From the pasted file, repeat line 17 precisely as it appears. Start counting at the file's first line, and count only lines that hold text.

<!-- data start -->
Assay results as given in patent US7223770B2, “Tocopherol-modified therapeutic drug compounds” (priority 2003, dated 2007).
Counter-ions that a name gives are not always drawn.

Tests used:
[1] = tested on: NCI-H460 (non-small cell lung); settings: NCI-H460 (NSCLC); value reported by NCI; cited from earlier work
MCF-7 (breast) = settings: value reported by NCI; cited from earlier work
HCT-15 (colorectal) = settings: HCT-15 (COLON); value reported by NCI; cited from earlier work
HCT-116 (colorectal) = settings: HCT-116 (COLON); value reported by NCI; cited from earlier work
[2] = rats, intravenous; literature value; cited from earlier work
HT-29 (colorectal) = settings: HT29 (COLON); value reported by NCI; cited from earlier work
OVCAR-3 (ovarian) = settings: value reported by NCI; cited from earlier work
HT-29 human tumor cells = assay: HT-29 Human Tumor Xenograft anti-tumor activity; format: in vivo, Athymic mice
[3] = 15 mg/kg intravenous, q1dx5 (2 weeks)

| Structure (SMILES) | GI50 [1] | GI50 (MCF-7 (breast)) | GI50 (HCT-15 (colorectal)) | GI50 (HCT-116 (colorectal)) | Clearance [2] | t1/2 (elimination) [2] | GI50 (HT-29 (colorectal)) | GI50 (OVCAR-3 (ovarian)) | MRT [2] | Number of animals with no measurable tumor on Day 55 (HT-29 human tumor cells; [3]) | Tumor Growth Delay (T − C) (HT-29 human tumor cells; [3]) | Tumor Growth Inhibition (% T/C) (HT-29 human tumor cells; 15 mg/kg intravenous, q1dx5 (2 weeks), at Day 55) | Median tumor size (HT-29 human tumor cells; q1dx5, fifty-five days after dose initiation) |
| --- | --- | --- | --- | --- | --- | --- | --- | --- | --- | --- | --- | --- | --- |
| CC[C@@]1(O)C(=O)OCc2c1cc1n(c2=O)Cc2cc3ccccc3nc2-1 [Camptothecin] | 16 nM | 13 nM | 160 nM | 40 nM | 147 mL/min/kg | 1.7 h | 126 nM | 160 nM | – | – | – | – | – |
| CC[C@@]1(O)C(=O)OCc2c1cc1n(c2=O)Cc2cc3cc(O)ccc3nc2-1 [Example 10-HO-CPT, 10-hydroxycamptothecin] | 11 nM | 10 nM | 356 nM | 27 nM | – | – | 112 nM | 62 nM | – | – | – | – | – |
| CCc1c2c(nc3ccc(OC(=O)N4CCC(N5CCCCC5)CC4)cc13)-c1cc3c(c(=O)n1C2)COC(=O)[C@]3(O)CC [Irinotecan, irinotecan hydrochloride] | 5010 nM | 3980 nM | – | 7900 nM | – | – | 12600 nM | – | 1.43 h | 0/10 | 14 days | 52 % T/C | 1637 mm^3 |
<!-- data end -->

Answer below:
| CCc1c2c(nc3ccc(OC(=O)N4CCC(N5CCCCC5)CC4)cc13)-c1cc3c(c(=O)n1C2)COC(=O)[C@]3(O)CC [Irinotecan, irinotecan hydrochloride] | 5010 nM | 3980 nM | – | 7900 nM | – | – | 12600 nM | – | 1.43 h | 0/10 | 14 days | 52 % T/C | 1637 mm^3 |